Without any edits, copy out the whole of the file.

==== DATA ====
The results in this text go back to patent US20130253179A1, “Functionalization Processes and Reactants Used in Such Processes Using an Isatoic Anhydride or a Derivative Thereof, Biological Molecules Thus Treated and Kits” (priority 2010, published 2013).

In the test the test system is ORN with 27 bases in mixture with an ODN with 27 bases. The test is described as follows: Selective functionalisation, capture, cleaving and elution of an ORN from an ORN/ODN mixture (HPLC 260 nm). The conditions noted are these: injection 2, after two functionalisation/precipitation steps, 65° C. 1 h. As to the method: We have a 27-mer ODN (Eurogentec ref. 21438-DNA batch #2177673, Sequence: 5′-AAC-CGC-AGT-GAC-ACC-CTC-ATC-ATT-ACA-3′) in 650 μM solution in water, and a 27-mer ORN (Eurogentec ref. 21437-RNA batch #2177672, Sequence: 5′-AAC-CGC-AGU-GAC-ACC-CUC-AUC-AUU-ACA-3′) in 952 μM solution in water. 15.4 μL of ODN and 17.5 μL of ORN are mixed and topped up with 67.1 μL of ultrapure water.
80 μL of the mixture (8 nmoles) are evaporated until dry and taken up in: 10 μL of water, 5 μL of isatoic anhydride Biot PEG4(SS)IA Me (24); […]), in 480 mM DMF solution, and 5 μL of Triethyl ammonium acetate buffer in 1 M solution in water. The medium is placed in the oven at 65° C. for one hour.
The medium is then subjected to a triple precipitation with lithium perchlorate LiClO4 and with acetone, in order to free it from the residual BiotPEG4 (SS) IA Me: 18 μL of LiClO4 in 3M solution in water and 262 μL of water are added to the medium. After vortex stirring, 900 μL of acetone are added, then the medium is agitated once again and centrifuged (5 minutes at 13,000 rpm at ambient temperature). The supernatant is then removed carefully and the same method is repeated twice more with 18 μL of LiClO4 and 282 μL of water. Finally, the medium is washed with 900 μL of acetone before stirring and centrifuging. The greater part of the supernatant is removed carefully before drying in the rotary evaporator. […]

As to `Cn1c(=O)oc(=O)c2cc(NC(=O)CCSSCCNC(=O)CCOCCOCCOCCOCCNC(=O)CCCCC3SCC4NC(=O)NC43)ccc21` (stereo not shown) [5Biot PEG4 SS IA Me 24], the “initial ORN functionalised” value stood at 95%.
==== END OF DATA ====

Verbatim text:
The results in this text go back to patent US20130253179A1, “Functionalization Processes and Reactants Used in Such Processes Using an Isatoic Anhydride or a Derivative Thereof, Biological Molecules Thus Treated and Kits” (priority 2010, published 2013).

In the test the test system is ORN with 27 bases in mixture with an ODN with 27 bases. The test is described as follows: Selective functionalisation, capture, cleaving and elution of an ORN from an ORN/ODN mixture (HPLC 260 nm). The conditions noted are these: injection 2, after two functionalisation/precipitation steps, 65° C. 1 h. As to the method: We have a 27-mer ODN (Eurogentec ref. 21438-DNA batch #2177673, Sequence: 5′-AAC-CGC-AGT-GAC-ACC-CTC-ATC-ATT-ACA-3′) in 650 μM solution in water, and a 27-mer ORN (Eurogentec ref. 21437-RNA batch #2177672, Sequence: 5′-AAC-CGC-AGU-GAC-ACC-CUC-AUC-AUU-ACA-3′) in 952 μM solution in water. 15.4 μL of ODN and 17.5 μL of ORN are mixed and topped up with 67.1 μL of ultrapure water.
80 μL of the mixture (8 nmoles) are evaporated until dry and taken up in: 10 μL of water, 5 μL of isatoic anhydride Biot PEG4(SS)IA Me (24); […]), in 480 mM DMF solution, and 5 μL of Triethyl ammonium acetate buffer in 1 M solution in water. The medium is placed in the oven at 65° C. for one hour.
The medium is then subjected to a triple precipitation with lithium perchlorate LiClO4 and with acetone, in order to free it from the residual BiotPEG4 (SS) IA Me: 18 μL of LiClO4 in 3M solution in water and 262 μL of water are added to the medium. After vortex stirring, 900 μL of acetone are added, then the medium is agitated once again and centrifuged (5 minutes at 13,000 rpm at ambient temperature). The supernatant is then removed carefully and the same method is repeated twice more with 18 μL of LiClO4 and 282 μL of water. Finally, the medium is washed with 900 μL of acetone before stirring and centrifuging. The greater part of the supernatant is removed carefully before drying in the rotary evaporator. […]

As to `Cn1c(=O)oc(=O)c2cc(NC(=O)CCSSCCNC(=O)CCOCCOCCOCCOCCNC(=O)CCCCC3SCC4NC(=O)NC43)ccc21` (stereo not shown) [5Biot PEG4 SS IA Me 24], the “initial ORN functionalised” value stood at 95%.